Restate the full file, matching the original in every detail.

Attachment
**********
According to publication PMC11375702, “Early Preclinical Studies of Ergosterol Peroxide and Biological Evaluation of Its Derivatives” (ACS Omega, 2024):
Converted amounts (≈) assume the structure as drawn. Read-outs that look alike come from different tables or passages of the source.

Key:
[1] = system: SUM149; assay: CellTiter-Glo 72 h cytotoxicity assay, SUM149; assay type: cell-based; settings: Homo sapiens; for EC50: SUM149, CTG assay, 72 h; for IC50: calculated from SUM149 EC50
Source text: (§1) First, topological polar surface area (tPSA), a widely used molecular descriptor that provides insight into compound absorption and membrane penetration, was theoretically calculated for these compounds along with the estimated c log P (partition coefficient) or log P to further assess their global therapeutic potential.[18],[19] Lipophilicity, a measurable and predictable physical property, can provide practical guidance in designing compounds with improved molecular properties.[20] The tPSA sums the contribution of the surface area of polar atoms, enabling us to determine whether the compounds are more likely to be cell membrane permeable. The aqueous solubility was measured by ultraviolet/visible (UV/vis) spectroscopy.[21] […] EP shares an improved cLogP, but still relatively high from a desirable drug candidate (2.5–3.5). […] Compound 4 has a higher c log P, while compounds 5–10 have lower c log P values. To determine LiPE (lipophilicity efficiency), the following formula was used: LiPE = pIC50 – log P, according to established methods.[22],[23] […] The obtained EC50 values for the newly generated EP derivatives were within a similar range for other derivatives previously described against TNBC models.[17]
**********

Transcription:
According to publication PMC11375702, “Early Preclinical Studies of Ergosterol Peroxide and Biological Evaluation of Its Derivatives” (ACS Omega, 2024):
Converted amounts (≈) assume the structure as drawn. Read-outs that look alike come from different tables or passages of the source.

Key:
[1] = system: SUM149; assay: CellTiter-Glo 72 h cytotoxicity assay, SUM149; assay type: cell-based; settings: Homo sapiens; for EC50: SUM149, CTG assay, 72 h; for IC50: calculated from SUM149 EC50
Source text: (§1) First, topological polar surface area (tPSA), a widely used molecular descriptor that provides insight into compound absorption and membrane penetration, was theoretically calculated for these compounds along with the estimated c log P (partition coefficient) or log P to further assess their global therapeutic potential.[18],[19] Lipophilicity, a measurable and predictable physical property, can provide practical guidance in designing compounds with improved molecular properties.[20] The tPSA sums the contribution of the surface area of polar atoms, enabling us to determine whether the compounds are more likely to be cell membrane permeable. The aqueous solubility was measured by ultraviolet/visible (UV/vis) spectroscopy.[21] […] EP shares an improved cLogP, but still relatively high from a desirable drug candidate (2.5–3.5). […] Compound 4 has a higher c log P, while compounds 5–10 have lower c log P values. To determine LiPE (lipophilicity efficiency), the following formula was used: LiPE = pIC50 – log P, according to established methods.[22],[23] […] The obtained EC50 values for the newly generated EP derivatives were within a similar range for other derivatives previously described against TNBC models.[17]